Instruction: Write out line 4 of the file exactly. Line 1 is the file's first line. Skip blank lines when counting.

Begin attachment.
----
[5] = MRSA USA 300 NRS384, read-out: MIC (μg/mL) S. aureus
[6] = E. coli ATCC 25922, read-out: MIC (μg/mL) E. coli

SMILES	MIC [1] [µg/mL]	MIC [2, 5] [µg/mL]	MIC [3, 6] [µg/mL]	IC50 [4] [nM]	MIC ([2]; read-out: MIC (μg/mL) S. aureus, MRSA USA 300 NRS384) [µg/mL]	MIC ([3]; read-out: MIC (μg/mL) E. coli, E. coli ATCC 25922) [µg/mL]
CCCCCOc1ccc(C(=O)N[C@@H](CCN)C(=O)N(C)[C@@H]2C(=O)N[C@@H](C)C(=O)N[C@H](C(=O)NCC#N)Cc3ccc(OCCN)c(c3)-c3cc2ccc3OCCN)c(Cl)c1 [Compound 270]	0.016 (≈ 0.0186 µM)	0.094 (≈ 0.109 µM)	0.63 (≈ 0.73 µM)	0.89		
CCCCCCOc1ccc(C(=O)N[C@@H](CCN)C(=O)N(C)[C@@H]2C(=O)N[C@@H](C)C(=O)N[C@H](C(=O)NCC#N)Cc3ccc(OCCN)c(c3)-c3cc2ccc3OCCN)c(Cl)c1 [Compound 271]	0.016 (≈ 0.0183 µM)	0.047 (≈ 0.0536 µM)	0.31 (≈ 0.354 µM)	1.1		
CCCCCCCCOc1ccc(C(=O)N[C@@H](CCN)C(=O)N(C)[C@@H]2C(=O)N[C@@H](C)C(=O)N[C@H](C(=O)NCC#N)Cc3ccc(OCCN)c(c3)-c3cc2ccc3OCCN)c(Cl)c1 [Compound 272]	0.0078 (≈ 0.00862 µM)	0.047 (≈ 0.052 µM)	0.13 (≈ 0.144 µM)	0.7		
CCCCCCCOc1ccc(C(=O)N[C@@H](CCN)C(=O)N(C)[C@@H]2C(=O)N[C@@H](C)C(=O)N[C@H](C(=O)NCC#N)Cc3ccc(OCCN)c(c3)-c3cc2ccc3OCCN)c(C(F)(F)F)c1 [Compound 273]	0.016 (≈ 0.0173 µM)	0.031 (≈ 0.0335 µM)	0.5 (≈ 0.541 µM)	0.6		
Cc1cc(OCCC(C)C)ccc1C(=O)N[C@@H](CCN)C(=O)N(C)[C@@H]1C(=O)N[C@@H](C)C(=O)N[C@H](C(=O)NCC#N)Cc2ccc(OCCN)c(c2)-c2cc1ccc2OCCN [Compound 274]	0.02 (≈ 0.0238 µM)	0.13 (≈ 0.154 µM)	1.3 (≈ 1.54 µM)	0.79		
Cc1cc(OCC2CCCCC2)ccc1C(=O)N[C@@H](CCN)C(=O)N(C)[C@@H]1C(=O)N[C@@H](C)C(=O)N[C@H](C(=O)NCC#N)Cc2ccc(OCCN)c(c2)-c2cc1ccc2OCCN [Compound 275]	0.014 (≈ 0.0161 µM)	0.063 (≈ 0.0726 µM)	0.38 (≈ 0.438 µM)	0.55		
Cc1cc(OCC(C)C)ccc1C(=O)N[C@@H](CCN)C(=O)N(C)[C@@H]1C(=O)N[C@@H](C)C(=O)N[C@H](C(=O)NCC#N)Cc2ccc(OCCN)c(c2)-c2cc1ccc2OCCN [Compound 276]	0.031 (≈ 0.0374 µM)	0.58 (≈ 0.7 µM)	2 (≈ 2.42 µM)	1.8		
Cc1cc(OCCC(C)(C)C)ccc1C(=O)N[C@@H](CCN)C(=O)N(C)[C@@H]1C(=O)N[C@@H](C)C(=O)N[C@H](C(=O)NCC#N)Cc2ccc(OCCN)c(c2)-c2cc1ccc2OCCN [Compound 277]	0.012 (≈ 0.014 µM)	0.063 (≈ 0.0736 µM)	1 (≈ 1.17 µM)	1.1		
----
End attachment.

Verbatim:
CCCCCOc1ccc(C(=O)N[C@@H](CCN)C(=O)N(C)[C@@H]2C(=O)N[C@@H](C)C(=O)N[C@H](C(=O)NCC#N)Cc3ccc(OCCN)c(c3)-c3cc2ccc3OCCN)c(Cl)c1 [Compound 270]	0.016 (≈ 0.0186 µM)	0.094 (≈ 0.109 µM)	0.63 (≈ 0.73 µM)	0.89		